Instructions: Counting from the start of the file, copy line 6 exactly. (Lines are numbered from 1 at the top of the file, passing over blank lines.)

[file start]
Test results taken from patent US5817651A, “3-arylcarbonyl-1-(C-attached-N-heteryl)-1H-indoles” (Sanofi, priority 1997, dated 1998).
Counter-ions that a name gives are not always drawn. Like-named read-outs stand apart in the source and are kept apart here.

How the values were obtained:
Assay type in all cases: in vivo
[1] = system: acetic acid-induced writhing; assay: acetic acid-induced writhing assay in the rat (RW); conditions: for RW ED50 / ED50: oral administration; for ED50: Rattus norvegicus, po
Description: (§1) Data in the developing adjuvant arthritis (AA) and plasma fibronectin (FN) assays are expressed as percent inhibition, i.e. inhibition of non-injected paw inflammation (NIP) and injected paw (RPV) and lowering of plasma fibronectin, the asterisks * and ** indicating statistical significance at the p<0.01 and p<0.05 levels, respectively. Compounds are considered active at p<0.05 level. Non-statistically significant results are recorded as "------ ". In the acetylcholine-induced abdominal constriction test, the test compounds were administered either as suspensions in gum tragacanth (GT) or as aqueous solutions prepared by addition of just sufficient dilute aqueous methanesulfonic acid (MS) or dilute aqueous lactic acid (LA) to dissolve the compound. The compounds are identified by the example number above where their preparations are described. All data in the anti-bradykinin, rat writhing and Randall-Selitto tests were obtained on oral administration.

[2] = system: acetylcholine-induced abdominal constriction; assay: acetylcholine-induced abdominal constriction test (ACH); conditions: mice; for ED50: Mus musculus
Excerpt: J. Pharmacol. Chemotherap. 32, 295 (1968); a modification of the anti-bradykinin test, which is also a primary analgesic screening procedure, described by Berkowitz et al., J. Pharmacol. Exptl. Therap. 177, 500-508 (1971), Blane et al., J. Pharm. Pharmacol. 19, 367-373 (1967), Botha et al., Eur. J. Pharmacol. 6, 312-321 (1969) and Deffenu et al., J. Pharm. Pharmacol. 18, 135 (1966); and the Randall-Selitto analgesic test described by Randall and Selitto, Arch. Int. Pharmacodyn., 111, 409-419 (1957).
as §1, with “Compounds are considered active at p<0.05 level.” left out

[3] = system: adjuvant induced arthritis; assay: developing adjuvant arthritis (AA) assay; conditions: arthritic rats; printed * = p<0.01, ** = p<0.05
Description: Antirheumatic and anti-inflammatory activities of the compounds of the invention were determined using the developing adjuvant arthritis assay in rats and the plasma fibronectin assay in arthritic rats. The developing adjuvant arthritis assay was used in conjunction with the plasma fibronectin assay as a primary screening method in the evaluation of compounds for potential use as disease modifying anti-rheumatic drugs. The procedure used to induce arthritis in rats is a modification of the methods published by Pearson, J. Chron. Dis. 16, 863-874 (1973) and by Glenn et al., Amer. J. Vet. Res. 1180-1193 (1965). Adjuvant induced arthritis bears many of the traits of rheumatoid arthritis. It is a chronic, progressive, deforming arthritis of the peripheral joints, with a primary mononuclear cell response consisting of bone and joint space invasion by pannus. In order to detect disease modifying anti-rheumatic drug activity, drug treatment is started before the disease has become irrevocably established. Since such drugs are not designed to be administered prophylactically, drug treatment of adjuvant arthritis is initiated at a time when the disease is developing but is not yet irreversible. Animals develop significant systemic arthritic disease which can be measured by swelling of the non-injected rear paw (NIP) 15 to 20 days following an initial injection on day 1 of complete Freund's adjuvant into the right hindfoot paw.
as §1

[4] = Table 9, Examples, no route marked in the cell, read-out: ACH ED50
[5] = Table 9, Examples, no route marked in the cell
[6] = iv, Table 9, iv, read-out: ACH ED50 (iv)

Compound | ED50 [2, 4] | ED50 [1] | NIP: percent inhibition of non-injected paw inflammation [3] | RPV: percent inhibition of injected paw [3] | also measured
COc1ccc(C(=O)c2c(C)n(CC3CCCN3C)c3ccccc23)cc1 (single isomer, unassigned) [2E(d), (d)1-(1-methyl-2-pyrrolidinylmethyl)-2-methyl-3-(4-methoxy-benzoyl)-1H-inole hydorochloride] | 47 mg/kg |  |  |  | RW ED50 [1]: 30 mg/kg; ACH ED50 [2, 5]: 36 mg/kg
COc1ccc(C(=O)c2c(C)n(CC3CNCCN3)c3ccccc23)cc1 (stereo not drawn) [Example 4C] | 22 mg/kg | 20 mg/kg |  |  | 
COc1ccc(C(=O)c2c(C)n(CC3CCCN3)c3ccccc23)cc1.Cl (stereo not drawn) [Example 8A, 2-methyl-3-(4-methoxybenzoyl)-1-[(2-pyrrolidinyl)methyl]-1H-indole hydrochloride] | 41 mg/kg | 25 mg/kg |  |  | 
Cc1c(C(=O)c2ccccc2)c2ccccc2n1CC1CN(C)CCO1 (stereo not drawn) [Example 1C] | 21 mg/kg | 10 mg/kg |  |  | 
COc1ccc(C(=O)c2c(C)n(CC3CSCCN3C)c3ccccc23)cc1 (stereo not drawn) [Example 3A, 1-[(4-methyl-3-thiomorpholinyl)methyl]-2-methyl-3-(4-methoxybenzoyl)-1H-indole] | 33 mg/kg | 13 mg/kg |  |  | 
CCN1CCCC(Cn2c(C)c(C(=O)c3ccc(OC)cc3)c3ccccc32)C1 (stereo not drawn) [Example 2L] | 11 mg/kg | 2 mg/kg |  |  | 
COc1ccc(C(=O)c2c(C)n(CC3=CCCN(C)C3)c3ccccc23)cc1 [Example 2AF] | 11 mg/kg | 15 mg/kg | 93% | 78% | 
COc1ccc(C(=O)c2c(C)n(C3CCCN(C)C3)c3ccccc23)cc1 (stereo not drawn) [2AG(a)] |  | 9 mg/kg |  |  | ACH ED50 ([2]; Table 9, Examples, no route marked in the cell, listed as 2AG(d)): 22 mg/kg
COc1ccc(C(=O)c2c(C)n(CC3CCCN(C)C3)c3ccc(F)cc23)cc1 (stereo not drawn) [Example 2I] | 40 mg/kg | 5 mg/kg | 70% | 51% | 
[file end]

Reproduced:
Description: (§1) Data in the developing adjuvant arthritis (AA) and plasma fibronectin (FN) assays are expressed as percent inhibition, i.e. inhibition of non-injected paw inflammation (NIP) and injected paw (RPV) and lowering of plasma fibronectin, the asterisks * and ** indicating statistical significance at the p<0.01 and p<0.05 levels, respectively. Compounds are considered active at p<0.05 level. Non-statistically significant results are recorded as "------ ". In the acetylcholine-induced abdominal constriction test, the test compounds were administered either as suspensions in gum tragacanth (GT) or as aqueous solutions prepared by addition of just sufficient dilute aqueous methanesulfonic acid (MS) or dilute aqueous lactic acid (LA) to dissolve the compound. The compounds are identified by the example number above where their preparations are described. All data in the anti-bradykinin, rat writhing and Randall-Selitto tests were obtained on oral administration.